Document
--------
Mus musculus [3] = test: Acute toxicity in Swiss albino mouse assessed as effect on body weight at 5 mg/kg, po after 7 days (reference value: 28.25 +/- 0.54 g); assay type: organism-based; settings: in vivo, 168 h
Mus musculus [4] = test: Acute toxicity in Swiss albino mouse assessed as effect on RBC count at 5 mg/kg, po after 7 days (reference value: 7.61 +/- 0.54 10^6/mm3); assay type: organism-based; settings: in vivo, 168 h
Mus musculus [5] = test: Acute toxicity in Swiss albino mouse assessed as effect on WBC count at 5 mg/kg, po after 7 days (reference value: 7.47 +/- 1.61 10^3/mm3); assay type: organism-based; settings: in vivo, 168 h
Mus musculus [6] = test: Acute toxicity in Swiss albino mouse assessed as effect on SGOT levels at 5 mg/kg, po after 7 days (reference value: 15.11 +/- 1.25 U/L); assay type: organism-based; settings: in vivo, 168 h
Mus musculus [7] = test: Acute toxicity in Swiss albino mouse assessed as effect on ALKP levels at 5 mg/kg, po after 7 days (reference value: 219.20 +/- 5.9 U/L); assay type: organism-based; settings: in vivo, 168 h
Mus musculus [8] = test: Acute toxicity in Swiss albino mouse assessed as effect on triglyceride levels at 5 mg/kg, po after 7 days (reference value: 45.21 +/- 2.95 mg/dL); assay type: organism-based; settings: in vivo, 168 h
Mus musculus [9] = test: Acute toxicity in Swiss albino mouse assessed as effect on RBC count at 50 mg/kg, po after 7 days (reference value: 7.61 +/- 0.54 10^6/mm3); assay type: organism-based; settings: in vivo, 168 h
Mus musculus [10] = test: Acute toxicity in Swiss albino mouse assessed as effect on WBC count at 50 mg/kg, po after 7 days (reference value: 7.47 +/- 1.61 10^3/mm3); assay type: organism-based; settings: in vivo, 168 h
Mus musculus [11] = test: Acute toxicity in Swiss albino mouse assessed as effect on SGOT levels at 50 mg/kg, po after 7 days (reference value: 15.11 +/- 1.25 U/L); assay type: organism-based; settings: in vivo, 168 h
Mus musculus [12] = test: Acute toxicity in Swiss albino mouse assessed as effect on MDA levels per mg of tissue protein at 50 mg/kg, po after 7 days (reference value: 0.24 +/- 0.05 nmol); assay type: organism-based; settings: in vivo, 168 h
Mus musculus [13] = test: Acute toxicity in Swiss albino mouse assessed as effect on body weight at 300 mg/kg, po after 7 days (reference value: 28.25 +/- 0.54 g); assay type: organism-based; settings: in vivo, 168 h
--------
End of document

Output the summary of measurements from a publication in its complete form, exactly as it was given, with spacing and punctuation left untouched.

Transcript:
Mus musculus [3] = test: Acute toxicity in Swiss albino mouse assessed as effect on body weight at 5 mg/kg, po after 7 days (reference value: 28.25 +/- 0.54 g); assay type: organism-based; settings: in vivo, 168 h
Mus musculus [4] = test: Acute toxicity in Swiss albino mouse assessed as effect on RBC count at 5 mg/kg, po after 7 days (reference value: 7.61 +/- 0.54 10^6/mm3); assay type: organism-based; settings: in vivo, 168 h
Mus musculus [5] = test: Acute toxicity in Swiss albino mouse assessed as effect on WBC count at 5 mg/kg, po after 7 days (reference value: 7.47 +/- 1.61 10^3/mm3); assay type: organism-based; settings: in vivo, 168 h
Mus musculus [6] = test: Acute toxicity in Swiss albino mouse assessed as effect on SGOT levels at 5 mg/kg, po after 7 days (reference value: 15.11 +/- 1.25 U/L); assay type: organism-based; settings: in vivo, 168 h
Mus musculus [7] = test: Acute toxicity in Swiss albino mouse assessed as effect on ALKP levels at 5 mg/kg, po after 7 days (reference value: 219.20 +/- 5.9 U/L); assay type: organism-based; settings: in vivo, 168 h
Mus musculus [8] = test: Acute toxicity in Swiss albino mouse assessed as effect on triglyceride levels at 5 mg/kg, po after 7 days (reference value: 45.21 +/- 2.95 mg/dL); assay type: organism-based; settings: in vivo, 168 h
Mus musculus [9] = test: Acute toxicity in Swiss albino mouse assessed as effect on RBC count at 50 mg/kg, po after 7 days (reference value: 7.61 +/- 0.54 10^6/mm3); assay type: organism-based; settings: in vivo, 168 h
Mus musculus [10] = test: Acute toxicity in Swiss albino mouse assessed as effect on WBC count at 50 mg/kg, po after 7 days (reference value: 7.47 +/- 1.61 10^3/mm3); assay type: organism-based; settings: in vivo, 168 h
Mus musculus [11] = test: Acute toxicity in Swiss albino mouse assessed as effect on SGOT levels at 50 mg/kg, po after 7 days (reference value: 15.11 +/- 1.25 U/L); assay type: organism-based; settings: in vivo, 168 h
Mus musculus [12] = test: Acute toxicity in Swiss albino mouse assessed as effect on MDA levels per mg of tissue protein at 50 mg/kg, po after 7 days (reference value: 0.24 +/- 0.05 nmol); assay type: organism-based; settings: in vivo, 168 h
Mus musculus [13] = test: Acute toxicity in Swiss albino mouse assessed as effect on body weight at 300 mg/kg, po after 7 days (reference value: 28.25 +/- 0.54 g); assay type: organism-based; settings: in vivo, 168 h